The hottest trend in finance? ‘Blank check companies’

SPACs (AKA ‘blank check companies’) are storming public markets

What do Virgin Galactic (space exploration), Nikola (EV trucks) and DraftKings (sports gaming) have in common — other than the letter “a”?

The hottest trend in finance? ‘Blank check companies’

All 3 went public through a special purpose acquisition company (SPAC), a financing arrangement that’s gone gangbusters in recent months.

Also known as “blank check companies,” SPACs raise money from the public for the express purpose of merging with an existing company.

SPACs were founded in the 1990s

But they’re having a moment in 2020: So far this year, we’ve seen 78 SPAC IPOs — more than any year on record.

DraftKings (April) and Nikola (June) both went public with SPAC mergers.

Hedge fund manager Bill “don’t call me SPACman” Ackman recently raised the largest SPAC ever. Investors gave him a $4B blank check to “marry a unicorn” (AKA billion-dollar private tech company).

Even former House Speaker Paul Ryan — I repeat, Paul Ryan — is getting in on the action.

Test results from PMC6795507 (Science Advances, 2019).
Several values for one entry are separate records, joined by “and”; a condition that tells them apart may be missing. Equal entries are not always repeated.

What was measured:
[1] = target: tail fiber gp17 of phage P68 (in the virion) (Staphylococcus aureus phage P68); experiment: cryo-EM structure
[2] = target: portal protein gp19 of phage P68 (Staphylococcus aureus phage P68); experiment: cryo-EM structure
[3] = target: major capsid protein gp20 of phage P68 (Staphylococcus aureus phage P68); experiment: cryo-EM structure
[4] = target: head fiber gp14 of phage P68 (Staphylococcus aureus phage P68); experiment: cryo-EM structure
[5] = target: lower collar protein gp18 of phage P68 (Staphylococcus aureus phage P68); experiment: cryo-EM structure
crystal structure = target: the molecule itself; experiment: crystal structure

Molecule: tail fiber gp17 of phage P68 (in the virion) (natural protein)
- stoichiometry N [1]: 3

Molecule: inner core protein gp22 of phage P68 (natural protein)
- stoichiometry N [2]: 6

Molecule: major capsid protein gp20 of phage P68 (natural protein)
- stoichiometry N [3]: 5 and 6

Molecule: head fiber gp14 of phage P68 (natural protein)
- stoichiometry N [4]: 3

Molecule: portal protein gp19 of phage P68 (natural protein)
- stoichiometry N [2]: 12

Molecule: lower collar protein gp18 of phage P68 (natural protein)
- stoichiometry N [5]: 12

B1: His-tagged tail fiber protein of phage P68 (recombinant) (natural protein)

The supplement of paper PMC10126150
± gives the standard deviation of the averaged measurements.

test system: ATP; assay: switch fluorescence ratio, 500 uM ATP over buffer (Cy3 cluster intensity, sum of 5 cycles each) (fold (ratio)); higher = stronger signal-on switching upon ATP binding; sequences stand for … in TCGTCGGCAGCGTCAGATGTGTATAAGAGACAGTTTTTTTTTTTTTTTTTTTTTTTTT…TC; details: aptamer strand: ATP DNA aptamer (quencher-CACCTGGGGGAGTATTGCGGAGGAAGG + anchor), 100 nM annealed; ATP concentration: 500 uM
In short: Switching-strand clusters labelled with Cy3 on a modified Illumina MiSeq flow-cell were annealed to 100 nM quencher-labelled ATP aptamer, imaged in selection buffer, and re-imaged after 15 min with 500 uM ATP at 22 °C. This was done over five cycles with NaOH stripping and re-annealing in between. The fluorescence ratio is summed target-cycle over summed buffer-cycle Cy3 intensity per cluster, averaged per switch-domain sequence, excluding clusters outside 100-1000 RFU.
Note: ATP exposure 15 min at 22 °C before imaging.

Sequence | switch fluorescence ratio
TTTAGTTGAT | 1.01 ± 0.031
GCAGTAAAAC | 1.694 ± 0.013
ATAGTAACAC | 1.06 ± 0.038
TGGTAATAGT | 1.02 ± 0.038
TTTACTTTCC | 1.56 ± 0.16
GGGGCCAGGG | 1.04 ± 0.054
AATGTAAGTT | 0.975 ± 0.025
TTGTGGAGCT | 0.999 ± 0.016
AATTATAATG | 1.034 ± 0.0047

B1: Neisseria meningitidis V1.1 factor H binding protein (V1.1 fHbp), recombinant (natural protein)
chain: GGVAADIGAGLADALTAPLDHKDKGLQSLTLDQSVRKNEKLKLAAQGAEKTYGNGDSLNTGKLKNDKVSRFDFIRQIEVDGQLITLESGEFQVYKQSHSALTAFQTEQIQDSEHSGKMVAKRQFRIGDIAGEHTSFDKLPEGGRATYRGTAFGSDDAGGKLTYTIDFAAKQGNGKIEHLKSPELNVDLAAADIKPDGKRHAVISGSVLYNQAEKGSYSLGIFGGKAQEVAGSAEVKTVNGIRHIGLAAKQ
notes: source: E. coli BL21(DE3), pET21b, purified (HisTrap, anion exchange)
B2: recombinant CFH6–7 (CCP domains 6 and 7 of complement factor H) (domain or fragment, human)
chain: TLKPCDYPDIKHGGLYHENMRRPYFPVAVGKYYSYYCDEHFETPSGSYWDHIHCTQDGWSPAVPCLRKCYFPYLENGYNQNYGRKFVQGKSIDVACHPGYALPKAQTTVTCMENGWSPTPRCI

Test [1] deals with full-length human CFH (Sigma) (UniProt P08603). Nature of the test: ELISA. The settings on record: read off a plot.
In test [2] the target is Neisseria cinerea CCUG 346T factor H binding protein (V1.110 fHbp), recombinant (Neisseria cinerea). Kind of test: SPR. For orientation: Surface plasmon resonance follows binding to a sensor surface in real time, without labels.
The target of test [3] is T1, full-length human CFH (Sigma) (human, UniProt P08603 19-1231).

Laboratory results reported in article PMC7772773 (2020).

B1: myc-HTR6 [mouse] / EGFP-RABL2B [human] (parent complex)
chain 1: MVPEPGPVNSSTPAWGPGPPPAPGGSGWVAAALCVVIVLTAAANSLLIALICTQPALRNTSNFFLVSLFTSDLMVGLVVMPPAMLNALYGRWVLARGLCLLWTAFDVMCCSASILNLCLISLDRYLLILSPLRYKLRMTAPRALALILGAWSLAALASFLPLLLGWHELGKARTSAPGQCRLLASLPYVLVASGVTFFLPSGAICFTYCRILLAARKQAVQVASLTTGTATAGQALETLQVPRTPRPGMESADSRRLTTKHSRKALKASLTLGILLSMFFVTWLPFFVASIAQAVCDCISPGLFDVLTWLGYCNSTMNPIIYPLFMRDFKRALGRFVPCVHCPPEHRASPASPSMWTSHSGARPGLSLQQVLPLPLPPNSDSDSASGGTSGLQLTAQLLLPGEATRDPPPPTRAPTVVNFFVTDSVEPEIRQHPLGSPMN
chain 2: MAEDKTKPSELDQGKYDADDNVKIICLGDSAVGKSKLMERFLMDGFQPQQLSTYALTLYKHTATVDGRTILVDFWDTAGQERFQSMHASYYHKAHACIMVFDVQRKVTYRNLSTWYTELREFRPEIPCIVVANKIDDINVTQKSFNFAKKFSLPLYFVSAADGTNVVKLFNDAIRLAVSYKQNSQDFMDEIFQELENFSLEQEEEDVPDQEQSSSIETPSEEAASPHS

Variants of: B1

Why are people SPAC-ing?

Anuj Abrol — founder of the Witty Wealth newsletter — tells us why market participants are hot for SPACs:

  • Sponsors (AKA parties raising SPAC funds): They get 20% of the SPAC just to run it and, often, only have to put up <5% of the money.
  • Companies: Private companies can avoid the onerous (and long) IPO process and go public by dealing with one entity (the SPAC).
  • Investors: Get access to higher-risk/higher-reward companies that would otherwise not go public via the IPO process.
And, there’s no end in sight 

With markets relatively frothy, those looking to cash in on the good times can certainly benefit from the speed advantage that SPACs offer.

Just yesterday, Bloomberg reported that Peter Thiel-backed Luminar Technologies (a driverless car startup) is hitting public markets using the SPAC track.

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